Earlier this month, students circulated a petition to bring a new co-op to campus. This echoed the efforts of a similar petition distributed in 2014 that called for a new vegetarian co-op. Co-ops, seen as an economical alternative to dining options such as eating clubs, have become increasingly popular in recent years. In light of this petition, the Editorial Board calls for the University to provide the space and resources for the creation of a new co-op.

Currently, the University’s four co-ops — 2 Dickinson Street Co-Op, Brown Co-Op, Real Food Co-Op and International Food Co-Op — provide students with an alternative dining option that includes several unique benefits. First, co-ops are popular for their affordability. In a co-op, students can pay as little as $550 per semester. Compared to $6240 per year for an unlimited dining hall meal plan and even higher prices for eating clubs, co-ops give students a more affordable option. In addition, co-ops foster a sense of community since members regularly cook and eat together. Compared to large eating clubs or residential colleges, the relatively small size of a co-op facilitates interaction between its members. Furthermore, co-ops are an attractive option for upperclassmen who want to join a community, but who are excluded from eating clubs due to the selective bicker process or the high cost. Finally, co-ops like 2D that cater to vegetarians and vegans give more options to those with specific meal preferences.

For all these reasons, co-ops have become increasing popular. Currently, all of the co-ops have extensive waitlists. And while the University should address this demand, there are a few drawbacks that must be noted. First, the University must find a suitable space for a new co-op. On one hand, an off-campus co-op like 2D would require the University to purchase or rent property. This raises the question of funding and whether students would be expected to financially contribute. On the other hand, an on-campus co-op like Brown would require the conversion of an existing kitchen space or the construction of a new one. Few kitchens on campus currently have the seating and storage capacity to accommodate a co-op. Furthermore, since many residential colleges have a limited number of kitchens, the University would be taking this resource away from other students.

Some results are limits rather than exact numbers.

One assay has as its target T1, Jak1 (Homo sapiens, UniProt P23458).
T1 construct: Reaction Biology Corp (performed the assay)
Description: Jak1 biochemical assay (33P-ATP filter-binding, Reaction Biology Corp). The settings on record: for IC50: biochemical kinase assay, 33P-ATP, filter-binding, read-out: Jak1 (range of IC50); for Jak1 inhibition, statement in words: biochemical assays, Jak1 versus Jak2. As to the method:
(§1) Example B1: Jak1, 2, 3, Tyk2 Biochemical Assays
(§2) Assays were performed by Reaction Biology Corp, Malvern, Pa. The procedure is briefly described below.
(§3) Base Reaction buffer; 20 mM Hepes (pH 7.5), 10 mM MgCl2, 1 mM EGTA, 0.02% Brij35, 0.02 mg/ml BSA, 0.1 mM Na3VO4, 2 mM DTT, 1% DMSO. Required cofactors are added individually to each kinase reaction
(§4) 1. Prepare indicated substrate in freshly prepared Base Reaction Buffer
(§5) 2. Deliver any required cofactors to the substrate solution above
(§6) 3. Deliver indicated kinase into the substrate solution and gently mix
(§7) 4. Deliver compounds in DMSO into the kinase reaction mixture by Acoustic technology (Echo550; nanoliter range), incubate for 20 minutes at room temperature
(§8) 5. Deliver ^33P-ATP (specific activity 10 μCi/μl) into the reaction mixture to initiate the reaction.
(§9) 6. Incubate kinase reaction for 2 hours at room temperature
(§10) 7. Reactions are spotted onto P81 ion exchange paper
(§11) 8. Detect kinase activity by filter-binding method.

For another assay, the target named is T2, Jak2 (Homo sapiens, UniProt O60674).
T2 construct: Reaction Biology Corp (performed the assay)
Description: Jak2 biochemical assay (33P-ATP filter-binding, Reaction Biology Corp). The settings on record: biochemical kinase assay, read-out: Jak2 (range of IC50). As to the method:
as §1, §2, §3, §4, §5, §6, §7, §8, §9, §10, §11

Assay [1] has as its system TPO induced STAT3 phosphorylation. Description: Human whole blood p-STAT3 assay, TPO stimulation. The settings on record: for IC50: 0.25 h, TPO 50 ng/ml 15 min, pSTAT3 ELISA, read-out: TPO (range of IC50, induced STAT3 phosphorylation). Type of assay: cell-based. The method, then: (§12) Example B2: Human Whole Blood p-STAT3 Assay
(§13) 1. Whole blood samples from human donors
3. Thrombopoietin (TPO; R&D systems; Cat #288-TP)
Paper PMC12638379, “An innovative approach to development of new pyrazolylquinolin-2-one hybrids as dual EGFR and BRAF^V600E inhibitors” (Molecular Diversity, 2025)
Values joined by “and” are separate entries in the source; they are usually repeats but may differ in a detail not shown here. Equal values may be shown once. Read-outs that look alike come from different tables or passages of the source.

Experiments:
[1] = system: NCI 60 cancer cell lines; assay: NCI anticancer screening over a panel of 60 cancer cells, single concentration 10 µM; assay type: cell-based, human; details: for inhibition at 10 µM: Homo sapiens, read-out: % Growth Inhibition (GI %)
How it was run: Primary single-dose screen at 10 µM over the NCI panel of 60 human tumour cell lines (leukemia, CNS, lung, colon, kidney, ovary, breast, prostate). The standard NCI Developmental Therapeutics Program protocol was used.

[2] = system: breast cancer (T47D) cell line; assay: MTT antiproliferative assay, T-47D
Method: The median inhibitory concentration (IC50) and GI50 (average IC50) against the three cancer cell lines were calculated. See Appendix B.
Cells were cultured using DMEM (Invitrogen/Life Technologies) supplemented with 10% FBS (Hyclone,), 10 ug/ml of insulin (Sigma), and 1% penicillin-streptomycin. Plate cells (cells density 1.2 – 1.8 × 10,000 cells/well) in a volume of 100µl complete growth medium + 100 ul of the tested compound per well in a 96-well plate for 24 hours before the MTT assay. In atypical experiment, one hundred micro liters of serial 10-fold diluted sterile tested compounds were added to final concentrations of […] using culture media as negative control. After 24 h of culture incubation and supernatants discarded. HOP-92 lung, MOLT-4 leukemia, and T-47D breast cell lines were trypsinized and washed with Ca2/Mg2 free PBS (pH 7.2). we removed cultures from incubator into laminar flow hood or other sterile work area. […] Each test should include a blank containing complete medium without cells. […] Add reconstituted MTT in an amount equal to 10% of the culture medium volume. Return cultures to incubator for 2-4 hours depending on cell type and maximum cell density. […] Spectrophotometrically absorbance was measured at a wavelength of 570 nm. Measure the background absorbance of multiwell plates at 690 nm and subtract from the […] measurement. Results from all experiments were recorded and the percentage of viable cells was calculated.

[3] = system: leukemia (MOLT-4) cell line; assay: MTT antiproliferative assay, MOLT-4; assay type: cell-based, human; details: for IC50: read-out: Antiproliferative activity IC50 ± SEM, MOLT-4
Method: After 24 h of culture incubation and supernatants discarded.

These factors, however, do not outweigh the benefits of establishing a new co-op. First and foremost is the large student demand for an additional co-op. Not only are there long waitlists for each of the co-ops, but also, in the first two weeks of the petition, the organizers gathered more than 300 signatures. By establishing a new co-op, the University can accommodate the needs of hundreds of students. Furthermore, a new co-op may also take pressure off of the room draw for Spelman Hall. Every year, the Spelman draw is a popular option for students who want the convenience of their own kitchen. Yet, the limited number of rooms in Spelman leaves many upperclassmen without a convenient way to cook their meals. Thus while property values in Princeton may be high, a new co-op would be a valuable investment for the community.

The Editorial Board urges the University to either purchase an off-campus building or repurpose an existing space for a new co-op. As an affordable and inclusive dining option, a new co-op would further the University in its goal to make campus a welcoming space for all students. While it may be more financially feasible to repurpose or construct a kitchen space on campus, an off-campus building like 2D would accommodate more people than a kitchen as well as give students a place to live, hang out and socialize in.

TheEditorial Boardis an independent body and decides its opinions separately from the regular staff and editors of The Daily Princetonian. The Board answers only to its Chair, the Opinion Editor and the Editor-in-Chief.

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